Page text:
Democratic strategist James Carville upset about oil spill; White House pushes back
In the Gulf Coast oil spill, there is man vs. nature. Then there is James Carville vs. the White House.
The irascible Democratic strategist has been on a rampage over the government handling of the spill in his native gulf region, accusing President Obama of "political stupidity" and saying the administration has been "lackadaisical."
"It just looks like he's not involved in this," Carville said Wednesday on ABC's "Good Morning America." Visibly agitated, Carville said: "Man, you got to get down here and take control of this, put somebody in charge of this thing and get this moving. We're about to die down here."
Carville -- nicknamed the Ragin' Cajun as far back as his days as an adviser to President Bill Clinton -- has grown more outraged with each passing day, culminating with his taking a boat tour of the damaged waterways on CNN earlier in the week.
Now irritated White House officials are pushing back.
"James has always been a very passionate person, and this is obviously a very emotional issue for him," said David Axelrod, a White House senior adviser. "What I haven't heard is exactly what he thinks we should do that we aren't doing. We're just looking for constructive ideas, and we're not turning any away."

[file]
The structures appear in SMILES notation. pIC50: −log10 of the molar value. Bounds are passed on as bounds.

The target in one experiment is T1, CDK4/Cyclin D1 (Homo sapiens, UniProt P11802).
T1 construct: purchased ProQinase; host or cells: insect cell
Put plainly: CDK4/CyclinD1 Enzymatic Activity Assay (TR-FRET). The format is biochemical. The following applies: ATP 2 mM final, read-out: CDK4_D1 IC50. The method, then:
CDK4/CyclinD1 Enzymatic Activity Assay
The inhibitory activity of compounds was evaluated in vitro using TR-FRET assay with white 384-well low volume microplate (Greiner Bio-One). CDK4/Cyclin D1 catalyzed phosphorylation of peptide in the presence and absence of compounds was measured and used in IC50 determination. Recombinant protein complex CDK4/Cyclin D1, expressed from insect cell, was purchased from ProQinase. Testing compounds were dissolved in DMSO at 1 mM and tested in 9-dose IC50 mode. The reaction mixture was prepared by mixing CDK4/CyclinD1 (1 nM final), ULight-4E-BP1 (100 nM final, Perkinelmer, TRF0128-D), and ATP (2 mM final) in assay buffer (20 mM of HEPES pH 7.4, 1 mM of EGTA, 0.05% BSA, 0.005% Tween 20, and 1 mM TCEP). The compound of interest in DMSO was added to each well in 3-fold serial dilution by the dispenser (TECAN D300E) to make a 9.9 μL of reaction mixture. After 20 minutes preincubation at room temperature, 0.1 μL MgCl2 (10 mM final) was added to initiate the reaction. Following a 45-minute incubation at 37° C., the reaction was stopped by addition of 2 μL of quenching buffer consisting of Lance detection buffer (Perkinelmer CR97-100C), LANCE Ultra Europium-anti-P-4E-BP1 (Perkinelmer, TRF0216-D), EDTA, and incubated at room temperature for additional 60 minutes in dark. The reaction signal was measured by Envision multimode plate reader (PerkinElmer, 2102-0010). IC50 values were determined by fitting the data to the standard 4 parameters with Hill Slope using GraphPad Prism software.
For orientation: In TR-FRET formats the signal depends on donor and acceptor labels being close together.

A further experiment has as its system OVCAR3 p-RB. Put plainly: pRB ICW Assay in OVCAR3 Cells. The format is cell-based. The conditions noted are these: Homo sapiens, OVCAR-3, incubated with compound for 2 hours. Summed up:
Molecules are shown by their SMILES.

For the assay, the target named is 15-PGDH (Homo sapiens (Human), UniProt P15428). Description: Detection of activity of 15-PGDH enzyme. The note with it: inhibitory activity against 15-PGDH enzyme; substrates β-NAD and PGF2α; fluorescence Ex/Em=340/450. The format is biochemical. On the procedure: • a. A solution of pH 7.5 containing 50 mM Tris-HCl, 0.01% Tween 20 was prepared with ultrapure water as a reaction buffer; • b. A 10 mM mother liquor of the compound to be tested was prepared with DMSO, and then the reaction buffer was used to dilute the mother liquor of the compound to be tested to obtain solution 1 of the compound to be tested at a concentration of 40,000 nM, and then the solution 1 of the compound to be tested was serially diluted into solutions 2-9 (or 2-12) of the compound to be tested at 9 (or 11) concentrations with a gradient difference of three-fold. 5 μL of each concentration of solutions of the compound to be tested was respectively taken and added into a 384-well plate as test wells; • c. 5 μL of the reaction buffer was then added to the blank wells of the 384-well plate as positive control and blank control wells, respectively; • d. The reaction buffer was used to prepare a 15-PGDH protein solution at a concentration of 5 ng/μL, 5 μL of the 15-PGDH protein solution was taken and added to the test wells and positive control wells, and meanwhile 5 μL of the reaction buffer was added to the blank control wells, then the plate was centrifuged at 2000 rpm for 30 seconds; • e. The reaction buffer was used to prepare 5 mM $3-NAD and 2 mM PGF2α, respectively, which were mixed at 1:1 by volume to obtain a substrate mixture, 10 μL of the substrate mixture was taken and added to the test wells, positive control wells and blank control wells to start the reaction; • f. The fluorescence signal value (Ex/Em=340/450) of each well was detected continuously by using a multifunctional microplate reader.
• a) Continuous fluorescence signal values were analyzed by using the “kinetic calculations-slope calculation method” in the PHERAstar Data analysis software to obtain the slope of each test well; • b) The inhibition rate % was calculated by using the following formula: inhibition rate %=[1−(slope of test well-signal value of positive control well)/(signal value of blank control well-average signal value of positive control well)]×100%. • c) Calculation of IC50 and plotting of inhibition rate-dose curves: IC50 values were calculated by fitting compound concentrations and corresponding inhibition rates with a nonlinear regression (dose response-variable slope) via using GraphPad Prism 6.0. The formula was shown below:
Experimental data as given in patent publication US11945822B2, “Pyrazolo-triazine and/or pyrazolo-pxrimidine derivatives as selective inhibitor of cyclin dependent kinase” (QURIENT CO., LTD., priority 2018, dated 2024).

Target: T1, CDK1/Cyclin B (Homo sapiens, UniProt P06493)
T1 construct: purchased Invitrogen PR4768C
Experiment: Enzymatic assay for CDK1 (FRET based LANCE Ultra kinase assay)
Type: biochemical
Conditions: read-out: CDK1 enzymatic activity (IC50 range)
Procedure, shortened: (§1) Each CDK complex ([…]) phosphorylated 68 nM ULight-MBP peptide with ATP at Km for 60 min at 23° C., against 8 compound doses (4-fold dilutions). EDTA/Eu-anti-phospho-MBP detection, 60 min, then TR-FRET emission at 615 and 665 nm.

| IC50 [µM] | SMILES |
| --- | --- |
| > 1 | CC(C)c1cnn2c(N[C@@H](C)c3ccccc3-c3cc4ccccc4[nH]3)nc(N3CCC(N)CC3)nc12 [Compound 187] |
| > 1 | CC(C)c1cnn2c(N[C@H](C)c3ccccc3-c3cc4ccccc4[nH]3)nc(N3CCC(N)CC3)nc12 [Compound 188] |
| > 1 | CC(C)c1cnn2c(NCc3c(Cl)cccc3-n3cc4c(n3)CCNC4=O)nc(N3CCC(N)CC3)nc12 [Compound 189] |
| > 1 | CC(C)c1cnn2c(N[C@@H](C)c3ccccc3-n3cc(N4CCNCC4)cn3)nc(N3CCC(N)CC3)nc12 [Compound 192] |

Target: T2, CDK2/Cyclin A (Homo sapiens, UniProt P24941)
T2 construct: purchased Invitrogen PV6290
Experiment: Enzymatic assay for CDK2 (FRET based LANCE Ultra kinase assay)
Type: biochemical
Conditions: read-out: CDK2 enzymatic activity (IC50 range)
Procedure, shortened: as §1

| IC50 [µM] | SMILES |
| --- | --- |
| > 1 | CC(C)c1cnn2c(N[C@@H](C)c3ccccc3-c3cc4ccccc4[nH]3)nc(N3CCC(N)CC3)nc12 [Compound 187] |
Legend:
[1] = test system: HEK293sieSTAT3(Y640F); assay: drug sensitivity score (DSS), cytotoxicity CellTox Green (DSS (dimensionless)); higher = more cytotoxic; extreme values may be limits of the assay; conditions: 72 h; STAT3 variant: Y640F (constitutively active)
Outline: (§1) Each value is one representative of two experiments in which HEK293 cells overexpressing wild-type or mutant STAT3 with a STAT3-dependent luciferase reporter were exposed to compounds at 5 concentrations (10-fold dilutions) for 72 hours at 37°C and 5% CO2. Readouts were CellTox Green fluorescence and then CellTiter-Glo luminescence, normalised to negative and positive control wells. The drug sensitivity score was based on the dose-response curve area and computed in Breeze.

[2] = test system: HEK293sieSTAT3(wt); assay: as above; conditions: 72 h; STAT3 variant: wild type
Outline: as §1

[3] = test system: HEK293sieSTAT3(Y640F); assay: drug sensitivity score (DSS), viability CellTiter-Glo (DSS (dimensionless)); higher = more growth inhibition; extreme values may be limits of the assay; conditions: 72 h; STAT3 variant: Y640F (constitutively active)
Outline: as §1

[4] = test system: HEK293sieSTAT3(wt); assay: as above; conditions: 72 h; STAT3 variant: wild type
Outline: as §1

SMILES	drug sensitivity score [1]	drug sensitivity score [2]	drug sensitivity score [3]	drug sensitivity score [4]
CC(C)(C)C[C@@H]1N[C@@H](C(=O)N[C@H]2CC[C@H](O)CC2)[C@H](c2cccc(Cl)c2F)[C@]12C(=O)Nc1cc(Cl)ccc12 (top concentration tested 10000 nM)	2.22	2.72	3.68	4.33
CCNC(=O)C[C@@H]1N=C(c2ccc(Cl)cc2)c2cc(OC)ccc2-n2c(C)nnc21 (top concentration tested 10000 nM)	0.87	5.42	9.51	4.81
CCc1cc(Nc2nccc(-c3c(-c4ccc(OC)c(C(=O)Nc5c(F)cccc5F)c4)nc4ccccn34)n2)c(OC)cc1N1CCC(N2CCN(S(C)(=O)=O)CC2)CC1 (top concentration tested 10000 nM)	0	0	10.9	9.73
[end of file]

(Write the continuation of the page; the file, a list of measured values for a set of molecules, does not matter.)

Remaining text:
White House officials said Coast Guard Adm. Thad Allen called Carville last week to discuss the government response but Carville had not called him back.
"No one doubts James's motivations here -- he is a resident of a great city that is at terrible risk right now," one senior White House official said. "We just wish he would let us help him get his facts right."
Officials said that Donna Brazile, another Louisiana Democrat who had been on television criticizing the cleanup, was recently briefed by the administration on its efforts.
Although a Democratic Party stalwart and a close friend of Obama chief of staff Rahm Emanuel, Carville is an outsider to this White House. In a phone interview, Carville acknowledged getting a call from Allen but said the two had played phone tag. And he was unapologetic about his criticism.
He seemed, in fact, to delight in hearing he had gotten under the president's skin, noting that Obama had been defensive about criticism of his response during an East Room news conference.
"If he had one bullet and James Carville and [BP chief executive] Tony Hayward were sitting there, who would he shoot? I wouldn't take my chances," Carville said.